We felt we had definitely already had our money’s worth and we hadn’t yet left our room. And at this point we didn’t know that waking in the morning, curtains wide open, we would see a complete re-run in reverse as the rising sun hit the soft, pearly peaks at six o’clock. We were in a Premium Plus room but other less ambitious budgets are equally catered for as the Hermitage has a selection of rooms, chalets and family units – most with mountain views, others with garden views – and the restaurants and bars all have great views as well.

A stay at the Hermitage will be governed to a degree by the weather. Some days the cloud stays firmly on the ground, others the sun shines all day. In winter it can snow in considerable volumes, which adds another fantastic dimension to the trip. There are a number of excellent day-walks that take in the terminal lakes of two glaciers, alpine plants and flowers, unbelievable views and some serious mountain terrain. These walks range from ten minutes return to several days. There are scenic flights – both fixed wing and helicopter – and in winter there’s heli-skiing on the higher snowfields. Add in the nearby lake and river fishing and you’ve pretty well filled several days.

And if the weather is bad you can fill your time without leaving the hotel, enjoying all those bars and restaurants with their huge picture windows.

For more info contact sue@nztravelbrokers.co.nzwww.5starnewzealand.com

(C)  by Sue Farley

Arthur’s Pass Wilderness Lodge is new on 5 Star New Zealand

Arthur's Pass Wilderness Lodge, New Zealand

We’ve started listing some new lodges for the coming season. First up is the Arthur’s Pass Wilderness Lodge, tucked under the Southern Alps in inland Canterbury on New Zealand’s South Island.

The lodge is run by the McSweeney family, who have a strong history in the conservation movement in New Zealand. Their huge 2400 hectare property is part nature reserve and part working farm. During your stay you will get to experience both worlds with lots of hiking and exploring on offer, as well as farm tours and demonstrations of various rural tasks like sheep shearing and mustering. There are 3000 sheep on the property so there’s plenty to be done. In winter there are several ski areas nearby as well.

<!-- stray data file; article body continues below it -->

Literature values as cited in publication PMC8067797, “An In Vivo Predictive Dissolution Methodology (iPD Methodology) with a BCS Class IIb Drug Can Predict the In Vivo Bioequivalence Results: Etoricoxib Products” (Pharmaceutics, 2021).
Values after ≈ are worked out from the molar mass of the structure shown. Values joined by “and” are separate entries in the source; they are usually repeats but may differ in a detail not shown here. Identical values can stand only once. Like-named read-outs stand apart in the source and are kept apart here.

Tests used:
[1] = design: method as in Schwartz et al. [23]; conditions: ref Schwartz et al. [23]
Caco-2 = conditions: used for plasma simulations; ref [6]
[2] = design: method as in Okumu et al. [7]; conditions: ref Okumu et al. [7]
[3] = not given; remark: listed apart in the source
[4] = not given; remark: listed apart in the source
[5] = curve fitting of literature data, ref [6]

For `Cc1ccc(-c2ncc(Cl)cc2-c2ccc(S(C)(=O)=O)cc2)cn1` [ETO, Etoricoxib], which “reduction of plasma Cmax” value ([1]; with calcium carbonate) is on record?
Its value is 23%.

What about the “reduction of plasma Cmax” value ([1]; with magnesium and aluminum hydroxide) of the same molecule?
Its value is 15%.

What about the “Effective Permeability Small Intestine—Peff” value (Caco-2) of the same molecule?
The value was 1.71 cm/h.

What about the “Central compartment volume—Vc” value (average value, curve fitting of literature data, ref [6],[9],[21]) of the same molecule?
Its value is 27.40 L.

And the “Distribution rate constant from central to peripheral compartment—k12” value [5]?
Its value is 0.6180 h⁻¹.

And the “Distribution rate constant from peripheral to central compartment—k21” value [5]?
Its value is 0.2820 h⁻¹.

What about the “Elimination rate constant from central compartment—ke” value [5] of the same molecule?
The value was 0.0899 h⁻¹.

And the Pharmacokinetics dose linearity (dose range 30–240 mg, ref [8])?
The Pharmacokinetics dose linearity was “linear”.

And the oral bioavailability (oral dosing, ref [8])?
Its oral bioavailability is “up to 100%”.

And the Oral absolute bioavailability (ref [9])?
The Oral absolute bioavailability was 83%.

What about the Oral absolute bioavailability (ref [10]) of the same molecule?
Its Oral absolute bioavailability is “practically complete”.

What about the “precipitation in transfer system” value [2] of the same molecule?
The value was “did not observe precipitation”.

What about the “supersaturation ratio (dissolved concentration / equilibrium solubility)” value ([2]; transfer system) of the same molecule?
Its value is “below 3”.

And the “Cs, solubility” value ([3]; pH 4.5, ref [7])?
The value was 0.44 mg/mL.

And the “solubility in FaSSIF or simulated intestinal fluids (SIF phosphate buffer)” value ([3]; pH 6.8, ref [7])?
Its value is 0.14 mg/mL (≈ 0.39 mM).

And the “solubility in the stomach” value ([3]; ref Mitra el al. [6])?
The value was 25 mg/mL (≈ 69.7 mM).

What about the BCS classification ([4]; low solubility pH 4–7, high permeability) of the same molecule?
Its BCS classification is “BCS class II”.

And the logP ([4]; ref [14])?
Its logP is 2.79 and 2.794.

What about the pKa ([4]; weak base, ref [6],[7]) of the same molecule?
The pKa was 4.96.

Arthur’s Pass Wilderness Lodge is also close to the Arthur’s Pass National Park, with its unique alpine environment. Mountaineering and alpine walking, waterfall and wild flower tours, and kayaking and mountain biking are just some of the activities on offer in the area. There’s also some excellent fly fishing for trout. The daily rate includes up to 1 1/2 hours of guided activities including nature walks and farm tours. Longer guided activities have a charge.

Arthur's Pass Wilderness  Lodge hiking

Accommodation at the lodge is essentially 4 star, but very comfortable. There are also several 5 star suites with luxurious beds, full bathrooms with spa baths and a private deck. All the rooms have amazing mountain and valley views. The lodge overlooks Mt Rolleston, the Waimakariri River valley and surrounding native forest. The 4-course dinner has a set menu with two choices nightly, plus options for vegetarians.

Arthur’s Pass Wilderness Lodge is a full immersion experience. If you want to experience New Zealand wilderness then this is a great place to start. Staff are knowledgeable and caring about the environment and impart a lot of information to guests during their day.  We recommend a minimum 2 night stay, and more if possible.

Joint stays can be arranged with sister lodge, Lake Moeraki Wilderness Lodge, down on the coast in South Westland.

Email us here to find out more – www.5starnewzealand.com

(C)  by Sue Farley  2013